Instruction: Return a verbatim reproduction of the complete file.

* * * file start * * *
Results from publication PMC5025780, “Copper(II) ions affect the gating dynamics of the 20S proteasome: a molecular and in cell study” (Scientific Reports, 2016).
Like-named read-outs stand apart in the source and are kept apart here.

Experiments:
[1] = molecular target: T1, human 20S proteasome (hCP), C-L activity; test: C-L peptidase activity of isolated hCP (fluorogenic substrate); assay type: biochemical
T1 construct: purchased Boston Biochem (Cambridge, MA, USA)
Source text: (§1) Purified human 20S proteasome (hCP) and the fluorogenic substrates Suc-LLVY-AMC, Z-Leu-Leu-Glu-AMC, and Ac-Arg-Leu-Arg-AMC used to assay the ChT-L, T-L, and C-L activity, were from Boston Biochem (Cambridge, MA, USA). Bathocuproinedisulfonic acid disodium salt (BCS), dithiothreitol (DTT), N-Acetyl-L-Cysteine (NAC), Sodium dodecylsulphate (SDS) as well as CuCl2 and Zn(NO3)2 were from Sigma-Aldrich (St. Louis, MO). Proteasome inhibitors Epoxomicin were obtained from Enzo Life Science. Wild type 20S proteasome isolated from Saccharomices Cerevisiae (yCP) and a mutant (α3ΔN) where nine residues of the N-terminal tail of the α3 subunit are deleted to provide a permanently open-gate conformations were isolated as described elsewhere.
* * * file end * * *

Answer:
Results from publication PMC5025780, “Copper(II) ions affect the gating dynamics of the 20S proteasome: a molecular and in cell study” (Scientific Reports, 2016).
Like-named read-outs stand apart in the source and are kept apart here.

Experiments:
[1] = molecular target: T1, human 20S proteasome (hCP), C-L activity; test: C-L peptidase activity of isolated hCP (fluorogenic substrate); assay type: biochemical
T1 construct: purchased Boston Biochem (Cambridge, MA, USA)
Source text: (§1) Purified human 20S proteasome (hCP) and the fluorogenic substrates Suc-LLVY-AMC, Z-Leu-Leu-Glu-AMC, and Ac-Arg-Leu-Arg-AMC used to assay the ChT-L, T-L, and C-L activity, were from Boston Biochem (Cambridge, MA, USA). Bathocuproinedisulfonic acid disodium salt (BCS), dithiothreitol (DTT), N-Acetyl-L-Cysteine (NAC), Sodium dodecylsulphate (SDS) as well as CuCl2 and Zn(NO3)2 were from Sigma-Aldrich (St. Louis, MO). Proteasome inhibitors Epoxomicin were obtained from Enzo Life Science. Wild type 20S proteasome isolated from Saccharomices Cerevisiae (yCP) and a mutant (α3ΔN) where nine residues of the N-terminal tail of the α3 subunit are deleted to provide a permanently open-gate conformations were isolated as described elsewhere.